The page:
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June 2021

The Burials of the 25th Dynasty and Napatan Kings

June 2, 2021 @ 10:00 am - 11:30 am

The Royal tombs at Kurru and Nuri belonging to the pharaohs of the 25th Dynasty and their Napatan successors exhibit remarkable similarities to the royal tombs Tanis and other Egyptian burial practices. This presentation will explore this convergence and what were the motivations behind them. Peter Lacovara (B.A. 1976, Boston University; Ph.D. 1993 The Oriental Institute of the University of Chicago) is Director of The Ancient Egyptian Archaeology and Heritage Fund. He was Senior Curator of Ancient Egyptian, Nubian, and…

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March 2021

The Goddess Isis and the Kingdom of Meroe

March 4, 2021 @ 12:00 pm - 1:00 pm
Online Via Zoom,

Discussions of the widespread appeal of the cult of Isis in antiquity often omit any mention of the Nubian priests who served the rulers of the Kingdom of Meroe (located south of Egypt in the Sudan) and the royal donations of gold that they delivered to the temple of Isis at Philae, located at Egypt’s border with Nubia. Those funds were essential to the survival of the temple of Philae, allowing it to remain in active use for centuries after…

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February 2020

New Insights into the Inscribed Landscape of the Wadi Hammamat Quarries

February 24, 2020 @ 1:00 pm - 3:00 pm
243 Royce Hall,

Located halfway between the Nile and the shores of the Red Sea, the Wadi Hammamat is the modern name of ancient greywacke and siltstone quarries in the Eastern Desert (Egypt), exploited from the Predynastic period onwards. Known to us since the time of its first explorers, namely K. R. Lepsius and J. Burton (19th century), the Wadi Hammamat quarries were explored by many epigraphic and archaeological survey teams throughout the last century. After Dr. Annie Gasse’s survey in the 1980’s—which…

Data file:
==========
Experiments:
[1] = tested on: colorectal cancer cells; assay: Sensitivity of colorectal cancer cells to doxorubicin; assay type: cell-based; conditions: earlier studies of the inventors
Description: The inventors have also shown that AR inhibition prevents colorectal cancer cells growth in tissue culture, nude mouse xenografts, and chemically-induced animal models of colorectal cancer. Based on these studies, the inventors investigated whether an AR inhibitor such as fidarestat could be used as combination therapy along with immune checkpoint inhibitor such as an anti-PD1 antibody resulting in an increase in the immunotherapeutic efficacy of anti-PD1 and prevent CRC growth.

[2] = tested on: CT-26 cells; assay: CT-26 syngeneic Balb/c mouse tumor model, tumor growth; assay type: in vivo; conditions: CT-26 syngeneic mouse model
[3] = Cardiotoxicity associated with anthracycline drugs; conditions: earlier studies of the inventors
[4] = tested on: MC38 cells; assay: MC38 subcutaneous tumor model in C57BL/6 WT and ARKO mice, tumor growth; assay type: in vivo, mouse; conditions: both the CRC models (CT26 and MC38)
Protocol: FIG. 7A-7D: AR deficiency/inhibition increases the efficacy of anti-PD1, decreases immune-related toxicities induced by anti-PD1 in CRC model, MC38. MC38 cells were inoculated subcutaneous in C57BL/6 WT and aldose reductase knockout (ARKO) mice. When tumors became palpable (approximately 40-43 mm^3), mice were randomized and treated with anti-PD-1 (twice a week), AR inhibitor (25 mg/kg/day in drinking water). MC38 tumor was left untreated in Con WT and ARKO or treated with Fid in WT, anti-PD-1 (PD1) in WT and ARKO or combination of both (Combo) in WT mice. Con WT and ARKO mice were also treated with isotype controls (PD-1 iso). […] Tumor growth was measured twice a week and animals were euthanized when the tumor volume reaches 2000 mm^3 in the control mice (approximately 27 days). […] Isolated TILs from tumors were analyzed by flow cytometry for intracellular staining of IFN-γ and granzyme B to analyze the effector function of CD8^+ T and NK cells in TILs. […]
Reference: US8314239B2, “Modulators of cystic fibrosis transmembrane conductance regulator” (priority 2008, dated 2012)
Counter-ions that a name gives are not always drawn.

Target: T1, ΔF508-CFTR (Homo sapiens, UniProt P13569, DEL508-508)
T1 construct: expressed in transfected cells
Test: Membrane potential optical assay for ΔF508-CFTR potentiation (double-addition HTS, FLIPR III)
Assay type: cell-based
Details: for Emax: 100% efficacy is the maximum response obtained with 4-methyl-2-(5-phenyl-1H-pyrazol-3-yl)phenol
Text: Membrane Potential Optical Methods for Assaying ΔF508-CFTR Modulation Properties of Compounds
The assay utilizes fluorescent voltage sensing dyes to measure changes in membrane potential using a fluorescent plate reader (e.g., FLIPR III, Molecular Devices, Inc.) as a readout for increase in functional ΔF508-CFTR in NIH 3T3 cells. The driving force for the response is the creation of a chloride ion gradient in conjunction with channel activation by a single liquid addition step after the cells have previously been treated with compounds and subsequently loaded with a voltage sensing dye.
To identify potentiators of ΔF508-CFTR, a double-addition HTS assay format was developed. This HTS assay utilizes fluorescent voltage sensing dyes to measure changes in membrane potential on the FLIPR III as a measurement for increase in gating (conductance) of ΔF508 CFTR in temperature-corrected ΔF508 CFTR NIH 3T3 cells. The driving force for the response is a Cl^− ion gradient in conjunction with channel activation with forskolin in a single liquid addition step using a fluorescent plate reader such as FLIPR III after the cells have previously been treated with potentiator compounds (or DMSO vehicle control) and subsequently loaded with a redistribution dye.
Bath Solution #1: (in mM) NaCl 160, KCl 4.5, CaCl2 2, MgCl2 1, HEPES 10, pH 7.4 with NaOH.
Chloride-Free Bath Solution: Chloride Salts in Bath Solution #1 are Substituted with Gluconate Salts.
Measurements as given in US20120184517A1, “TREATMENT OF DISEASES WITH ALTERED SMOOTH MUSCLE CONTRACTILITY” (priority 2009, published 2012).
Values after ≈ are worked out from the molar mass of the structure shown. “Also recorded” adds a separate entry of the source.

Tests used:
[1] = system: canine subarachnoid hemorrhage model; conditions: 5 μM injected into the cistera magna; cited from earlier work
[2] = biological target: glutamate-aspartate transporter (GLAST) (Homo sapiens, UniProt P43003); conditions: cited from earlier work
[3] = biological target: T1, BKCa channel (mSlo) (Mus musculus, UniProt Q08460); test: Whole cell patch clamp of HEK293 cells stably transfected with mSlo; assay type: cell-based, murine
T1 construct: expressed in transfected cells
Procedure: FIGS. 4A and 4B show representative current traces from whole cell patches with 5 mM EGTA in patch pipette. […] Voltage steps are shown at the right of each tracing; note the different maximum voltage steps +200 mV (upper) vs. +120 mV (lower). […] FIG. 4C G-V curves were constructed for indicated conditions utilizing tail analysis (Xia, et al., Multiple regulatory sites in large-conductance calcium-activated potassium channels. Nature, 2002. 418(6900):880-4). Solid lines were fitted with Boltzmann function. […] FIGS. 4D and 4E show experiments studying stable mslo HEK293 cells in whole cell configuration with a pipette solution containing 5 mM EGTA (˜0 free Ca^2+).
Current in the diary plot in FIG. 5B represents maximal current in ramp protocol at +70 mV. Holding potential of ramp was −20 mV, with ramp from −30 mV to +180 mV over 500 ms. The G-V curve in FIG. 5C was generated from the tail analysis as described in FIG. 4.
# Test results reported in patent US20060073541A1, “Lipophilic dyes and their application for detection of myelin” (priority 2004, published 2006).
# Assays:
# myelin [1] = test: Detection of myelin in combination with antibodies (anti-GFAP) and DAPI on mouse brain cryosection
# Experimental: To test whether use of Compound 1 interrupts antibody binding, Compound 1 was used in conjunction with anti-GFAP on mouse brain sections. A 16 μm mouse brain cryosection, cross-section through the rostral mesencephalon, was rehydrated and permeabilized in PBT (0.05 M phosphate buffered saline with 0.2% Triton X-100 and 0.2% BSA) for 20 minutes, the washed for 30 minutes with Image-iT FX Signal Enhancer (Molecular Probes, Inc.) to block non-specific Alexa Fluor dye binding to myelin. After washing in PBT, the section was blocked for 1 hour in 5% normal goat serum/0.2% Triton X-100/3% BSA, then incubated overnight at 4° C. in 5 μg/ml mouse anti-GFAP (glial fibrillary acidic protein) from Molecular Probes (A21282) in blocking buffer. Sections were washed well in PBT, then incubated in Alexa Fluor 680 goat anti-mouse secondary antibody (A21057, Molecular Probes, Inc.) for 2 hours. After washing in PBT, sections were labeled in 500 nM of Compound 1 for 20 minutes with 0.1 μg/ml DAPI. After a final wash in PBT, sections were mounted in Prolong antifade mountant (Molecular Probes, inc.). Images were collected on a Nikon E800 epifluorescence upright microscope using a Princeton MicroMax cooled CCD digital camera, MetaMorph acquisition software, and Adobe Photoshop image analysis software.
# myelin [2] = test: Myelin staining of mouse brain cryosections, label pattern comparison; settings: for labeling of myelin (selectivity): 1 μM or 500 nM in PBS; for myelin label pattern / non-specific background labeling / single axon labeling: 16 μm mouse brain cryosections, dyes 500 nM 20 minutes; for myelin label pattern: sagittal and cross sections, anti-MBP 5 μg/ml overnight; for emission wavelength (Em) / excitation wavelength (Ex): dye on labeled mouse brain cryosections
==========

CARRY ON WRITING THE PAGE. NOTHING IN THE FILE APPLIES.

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January 2020

The Arabicization of Christian Egypt: Reframing the Debate

January 22, 2020 @ 12:00 pm - 1:30 pm
365 Kaplan Hall,

The linguistic evolution of Egypt has been studied at some length, and with the invaluable evidence offered by the papyrological sources it has been possible to make very fine and detailed observations on the chronology and distribution of linguistic change. The different linguistic balance established by the Egyptian language with the two imperial languages that entered the country by conquest and served for centuries as languages of power is very striking: while Egyptian was used alongside Greek for a millennium…

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December 2019

Headless Men and Shattered Bodies: The Destruction of Prisoner Statues during the Late Old Kingdom

December 5, 2019 @ 12:30 pm - 2:00 pm
Kaplan 365,

Six pharaohs of the Fifth and Sixth Dynasties erected nearly life-size statues of kneeling bound foreigners in their pyramid complexes. These unique statues, which are known as prisoner statues, have only ever been discovered in fragments. This has led scholars to question whether the statues had been intentionally broken for ritualistic reasons. However, only the prisoner statues from two pyramid complexes actually show evidence of intentional damage in antiquity; those from the complex of Pepi I were methodically decapitated while…